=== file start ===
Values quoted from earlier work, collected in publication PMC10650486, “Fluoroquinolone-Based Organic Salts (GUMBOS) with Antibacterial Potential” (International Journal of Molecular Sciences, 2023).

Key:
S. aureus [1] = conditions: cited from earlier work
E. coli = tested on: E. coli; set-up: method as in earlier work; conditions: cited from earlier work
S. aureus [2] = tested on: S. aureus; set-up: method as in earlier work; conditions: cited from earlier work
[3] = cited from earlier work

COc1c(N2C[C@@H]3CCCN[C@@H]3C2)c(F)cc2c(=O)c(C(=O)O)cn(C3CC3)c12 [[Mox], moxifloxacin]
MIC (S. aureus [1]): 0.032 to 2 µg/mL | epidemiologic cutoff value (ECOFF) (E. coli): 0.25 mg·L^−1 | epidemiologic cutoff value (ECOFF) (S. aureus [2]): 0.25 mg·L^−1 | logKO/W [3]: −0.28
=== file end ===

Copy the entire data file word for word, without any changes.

Values quoted from earlier work, collected in publication PMC10650486, “Fluoroquinolone-Based Organic Salts (GUMBOS) with Antibacterial Potential” (International Journal of Molecular Sciences, 2023).

Key:
S. aureus [1] = conditions: cited from earlier work
E. coli = tested on: E. coli; set-up: method as in earlier work; conditions: cited from earlier work
S. aureus [2] = tested on: S. aureus; set-up: method as in earlier work; conditions: cited from earlier work
[3] = cited from earlier work

COc1c(N2C[C@@H]3CCCN[C@@H]3C2)c(F)cc2c(=O)c(C(=O)O)cn(C3CC3)c12 [[Mox], moxifloxacin]
MIC (S. aureus [1]): 0.032 to 2 µg/mL | epidemiologic cutoff value (ECOFF) (E. coli): 0.25 mg·L^−1 | epidemiologic cutoff value (ECOFF) (S. aureus [2]): 0.25 mg·L^−1 | logKO/W [3]: −0.28